NASA announced its Juno spacecraft successfully executed the first of 36 orbital flybys of Jupiter on Aug. 27.
It said the time of Juno's closest approach to the solar system's largest planet and gas giant took place at 13:44 UTC when Juno passed about 4,200 kilometers above Jupiter's tormented clouds. Juno was traveling at 208,000 kilometers per hour with respect to the planet at the time.
This flyby was the closest Juno will get to Jupiter during its prime mission. Juno is scheduled to reach the end of the mission during its 37th orbit and perform a controlled deorbit. It will then disintegrate into Jupiter's atmosphere.
Juno stands for "JUpiter Near-polar Orbiter."
"Early post-flyby telemetry indicates that everything worked as planned and Juno is firing on all cylinders," said Rick Nybakken, Juno project manager at NASA's Jet Propulsion Laboratory in Pasadena, California.
There are 35 more close flybys of Jupiter planned during Juno's mission scheduled to end in February 2018. The August 27 flyby was the first time Juno had its entire suite of science instruments activated and looking at the giant planet as the spacecraft zoomed past.
Juno entered Jupiter's orbit on July 5, 2016, the prelude to 20 months of scientific data collection. The space probe was launched from Cape Canaveral Air Force Station on Aug. 5, 2011 as part of the New Frontiers program.
"We are getting some intriguing early data returns as we speak," said Scott Bolton, principal investigator of Juno from the Southwest Research Institute in San Antonio. "It will take days for all the science data collected during the flyby to be downlinked and even more to begin to comprehend what Juno and Jupiter are trying to tell us."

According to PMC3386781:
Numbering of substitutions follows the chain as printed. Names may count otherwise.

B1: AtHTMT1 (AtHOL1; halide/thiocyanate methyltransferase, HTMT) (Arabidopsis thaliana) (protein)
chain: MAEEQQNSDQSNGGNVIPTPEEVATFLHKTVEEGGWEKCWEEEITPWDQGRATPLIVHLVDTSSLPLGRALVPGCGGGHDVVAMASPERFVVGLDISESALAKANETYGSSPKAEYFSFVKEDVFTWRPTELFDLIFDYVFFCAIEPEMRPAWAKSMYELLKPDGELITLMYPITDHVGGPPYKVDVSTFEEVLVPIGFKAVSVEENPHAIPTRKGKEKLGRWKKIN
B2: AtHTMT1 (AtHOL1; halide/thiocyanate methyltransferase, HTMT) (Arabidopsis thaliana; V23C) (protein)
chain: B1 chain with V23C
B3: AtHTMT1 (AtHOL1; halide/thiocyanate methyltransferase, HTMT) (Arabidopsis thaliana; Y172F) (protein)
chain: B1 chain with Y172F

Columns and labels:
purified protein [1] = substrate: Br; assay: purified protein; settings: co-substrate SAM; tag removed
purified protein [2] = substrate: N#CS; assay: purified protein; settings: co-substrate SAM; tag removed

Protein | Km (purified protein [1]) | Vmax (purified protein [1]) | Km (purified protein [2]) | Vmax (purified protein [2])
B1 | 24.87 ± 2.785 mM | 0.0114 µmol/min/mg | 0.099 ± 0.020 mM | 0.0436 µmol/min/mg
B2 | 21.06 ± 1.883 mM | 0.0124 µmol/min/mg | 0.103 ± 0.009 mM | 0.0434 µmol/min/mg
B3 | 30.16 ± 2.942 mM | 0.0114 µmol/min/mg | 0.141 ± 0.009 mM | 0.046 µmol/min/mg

While results from the spacecraft's suite of instruments will soon be released, a handful of images from Juno's visible light imager -- JunoCam -- are expected to be released the next couple of weeks. Those images will include the highest-resolution views of the Jovian atmosphere and the first glimpse of Jupiter's north and south poles.
"We are in an orbit nobody has ever been in before, and these images give us a whole new perspective on this gas-giant world," said Bolton.
JPL manages the Juno mission for the principal investigator, Scott Bolton, of Southwest Research Institute in San Antonio. Juno is part of NASA's New Frontiers Program managed at NASA's Marshall Space Flight Center in Huntsville, Alabama, for NASA's Science Mission Directorate.
Lockheed Martin Space Systems, Denver, built the spacecraft. Caltech in Pasadena, California, manages JPL for NASA.